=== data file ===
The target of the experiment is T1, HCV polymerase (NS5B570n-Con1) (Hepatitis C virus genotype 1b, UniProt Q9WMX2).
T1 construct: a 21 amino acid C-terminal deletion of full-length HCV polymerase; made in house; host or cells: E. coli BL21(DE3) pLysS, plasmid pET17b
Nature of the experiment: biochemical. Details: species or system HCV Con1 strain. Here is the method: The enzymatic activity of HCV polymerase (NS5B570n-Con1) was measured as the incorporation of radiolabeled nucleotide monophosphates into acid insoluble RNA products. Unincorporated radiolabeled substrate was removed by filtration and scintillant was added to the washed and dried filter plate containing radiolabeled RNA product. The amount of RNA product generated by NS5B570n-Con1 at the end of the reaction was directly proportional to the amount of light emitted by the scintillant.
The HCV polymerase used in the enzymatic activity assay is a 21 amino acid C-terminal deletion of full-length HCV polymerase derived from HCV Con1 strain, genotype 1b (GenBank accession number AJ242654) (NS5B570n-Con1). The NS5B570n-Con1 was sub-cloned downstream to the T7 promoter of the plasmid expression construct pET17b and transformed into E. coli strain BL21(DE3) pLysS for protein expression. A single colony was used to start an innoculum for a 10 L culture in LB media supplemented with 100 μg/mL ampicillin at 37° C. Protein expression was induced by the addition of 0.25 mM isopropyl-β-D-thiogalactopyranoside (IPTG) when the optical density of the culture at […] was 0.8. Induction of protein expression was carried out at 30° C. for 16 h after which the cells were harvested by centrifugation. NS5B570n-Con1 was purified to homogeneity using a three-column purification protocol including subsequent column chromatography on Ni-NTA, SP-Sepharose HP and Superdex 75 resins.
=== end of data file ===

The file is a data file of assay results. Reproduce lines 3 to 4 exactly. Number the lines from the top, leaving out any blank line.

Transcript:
Nature of the experiment: biochemical. Details: species or system HCV Con1 strain. Here is the method: The enzymatic activity of HCV polymerase (NS5B570n-Con1) was measured as the incorporation of radiolabeled nucleotide monophosphates into acid insoluble RNA products. Unincorporated radiolabeled substrate was removed by filtration and scintillant was added to the washed and dried filter plate containing radiolabeled RNA product. The amount of RNA product generated by NS5B570n-Con1 at the end of the reaction was directly proportional to the amount of light emitted by the scintillant.
The HCV polymerase used in the enzymatic activity assay is a 21 amino acid C-terminal deletion of full-length HCV polymerase derived from HCV Con1 strain, genotype 1b (GenBank accession number AJ242654) (NS5B570n-Con1). The NS5B570n-Con1 was sub-cloned downstream to the T7 promoter of the plasmid expression construct pET17b and transformed into E. coli strain BL21(DE3) pLysS for protein expression. A single colony was used to start an innoculum for a 10 L culture in LB media supplemented with 100 μg/mL ampicillin at 37° C. Protein expression was induced by the addition of 0.25 mM isopropyl-β-D-thiogalactopyranoside (IPTG) when the optical density of the culture at […] was 0.8. Induction of protein expression was carried out at 30° C. for 16 h after which the cells were harvested by centrifugation. NS5B570n-Con1 was purified to homogeneity using a three-column purification protocol including subsequent column chromatography on Ni-NTA, SP-Sepharose HP and Superdex 75 resins.